A Sweeping Story of Interplanetary War.
The Grand Master of Science Fiction.
“One of the most influential writers in American literature.” —The New York Times Book Review.
Don Harvey was attending school on Earth when his parents suddenly and urgently called him home to Mars. He had been skeptical about the talk of interplanetary war breaking out if Mars and Venus followed through on their threats to declare independence from Earth, but he was wrong. War broke out, and he was stuck on Venus, with no way of getting home.
Then there was the ring that an old family friend had given him just before he had left Earth. Shortly afterward, the friend had been questioned by Earth’s secret police and had died—from “heart failure,” they claimed. When Earth troops landed on Venus and started looking for Don and that mysterious ring, he realized that he was trapped in the center of a war between worlds that could change the fate of the Solar System forever!
|Product dimensions:||4.18(w) x 6.75(h) x 0.80(d)|
About the Author
Robert A. Heinlein was the greatest science fiction writer who ever lived. His novels have been translated into every literate language on the globe—over 25 million Heinlein books are in print in this country alone. For five decades, young readers of science fiction discovered Heinlein, then gone on to voraciously devour every Heinlein book they can get their hands on. His now-legendary Stranger in a Strange Land was the first hardcover bestseller by a science fiction writer. From 1975 on, every new Heinlein novel made the New York Times best-seller list and shipped a million copies, including The Number of the Beast, Friday, Job: A Comedy of Justice, The Cat Who Walks Through Walls, and To Sail Beyond the Sunset. In a career spanning half a century, he wrote over forty books, and four of his novels won Hugo Awards, an unequalled record for almost four decades. For the last three generations of readers, Heinlein is science fiction.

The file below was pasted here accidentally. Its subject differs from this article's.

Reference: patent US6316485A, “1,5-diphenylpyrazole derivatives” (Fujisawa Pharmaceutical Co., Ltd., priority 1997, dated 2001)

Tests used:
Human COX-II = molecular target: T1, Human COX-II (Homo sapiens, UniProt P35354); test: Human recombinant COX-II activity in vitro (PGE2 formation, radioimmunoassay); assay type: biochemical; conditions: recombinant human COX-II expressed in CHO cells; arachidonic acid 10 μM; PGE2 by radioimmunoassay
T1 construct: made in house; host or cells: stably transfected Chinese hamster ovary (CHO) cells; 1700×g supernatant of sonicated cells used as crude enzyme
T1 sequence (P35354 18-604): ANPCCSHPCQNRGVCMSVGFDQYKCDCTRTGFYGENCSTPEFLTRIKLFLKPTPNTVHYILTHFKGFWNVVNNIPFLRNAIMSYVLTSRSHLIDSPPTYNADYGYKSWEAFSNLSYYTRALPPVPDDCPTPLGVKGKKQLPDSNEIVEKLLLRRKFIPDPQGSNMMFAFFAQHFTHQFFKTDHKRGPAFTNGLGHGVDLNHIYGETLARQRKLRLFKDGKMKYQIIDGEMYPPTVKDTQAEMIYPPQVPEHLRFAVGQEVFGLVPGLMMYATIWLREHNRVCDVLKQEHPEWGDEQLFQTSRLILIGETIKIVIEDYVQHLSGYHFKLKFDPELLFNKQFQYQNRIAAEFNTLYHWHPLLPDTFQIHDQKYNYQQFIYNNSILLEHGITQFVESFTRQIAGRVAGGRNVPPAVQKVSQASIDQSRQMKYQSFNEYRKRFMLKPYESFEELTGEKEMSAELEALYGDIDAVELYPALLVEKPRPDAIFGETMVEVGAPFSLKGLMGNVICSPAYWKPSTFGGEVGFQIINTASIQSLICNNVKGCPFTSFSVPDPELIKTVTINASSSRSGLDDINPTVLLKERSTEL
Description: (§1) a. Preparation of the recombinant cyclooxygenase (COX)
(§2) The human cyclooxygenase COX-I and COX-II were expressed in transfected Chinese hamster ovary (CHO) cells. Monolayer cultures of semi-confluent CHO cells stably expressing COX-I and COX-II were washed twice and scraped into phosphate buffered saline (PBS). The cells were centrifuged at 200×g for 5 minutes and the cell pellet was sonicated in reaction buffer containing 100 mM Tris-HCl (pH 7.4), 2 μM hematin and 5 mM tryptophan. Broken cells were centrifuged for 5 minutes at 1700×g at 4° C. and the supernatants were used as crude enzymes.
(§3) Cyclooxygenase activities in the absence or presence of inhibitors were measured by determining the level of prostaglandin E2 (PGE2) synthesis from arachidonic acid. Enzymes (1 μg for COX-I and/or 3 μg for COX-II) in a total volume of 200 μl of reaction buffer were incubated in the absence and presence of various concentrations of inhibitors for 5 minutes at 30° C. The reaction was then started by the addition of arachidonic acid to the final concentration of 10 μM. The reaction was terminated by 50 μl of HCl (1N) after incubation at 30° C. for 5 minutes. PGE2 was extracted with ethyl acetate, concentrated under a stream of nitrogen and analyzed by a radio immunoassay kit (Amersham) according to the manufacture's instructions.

Date of Birth:July 7, 1907
Date of Death:May 8, 1988
Place of Birth:Butler, Missouri
Place of Death:Carmel, California
Education:Graduate of U.S. Naval Academy, 1929; attended University of California, Los Angeles, 1934, for graduate study in physic
Most Helpful Customer Reviews
Between Planets. I first read it in about 1962 when I was the ripe old age of about twelve years old. I had been very fond of Mr. Heinlein's stories for several years, because my classroom teacher was a great fan of reading aloud to the class. One of the first books he chose to read for us was Have Spacesuit Will Travel. I loved the fact that Mr. Heinlein did not talk down to people just because they were young. I knew, as did most of my peers, how to use a dictionary. The story was appealing with some lovely alien beings, dragons, little fauns which were extremely affectionate, and Martians-----real live Martians. I didn't see how anyone could fail to be enchanted with a cast of characters including these folks. Not to mention the fact that Don had a telephone that could go out on a trail ride in New Mexico and take the phone with him. What a concept. There was also the usual dose of moral discussion, whichMr. Heinlein wrote with a fairly light hand, but with definite beliefs about moral rectitude, and he made this part of the story just as interesting as the "alien" folks. Wow. I can give no higher praise than to say that I would have been extremely honored to have had Mr. Heinlein as a father, uncle, friend, or mentor. And I still love his work.
The story of Donald Harvey a young man caught in a revolutionary war. Though the science dated and we now know that there is no intelligent life on Mars and Venus it doesn't detract from the excellent story telling and points that Heinlein was trying make. Its a story about men doing what they must to secure there freedom.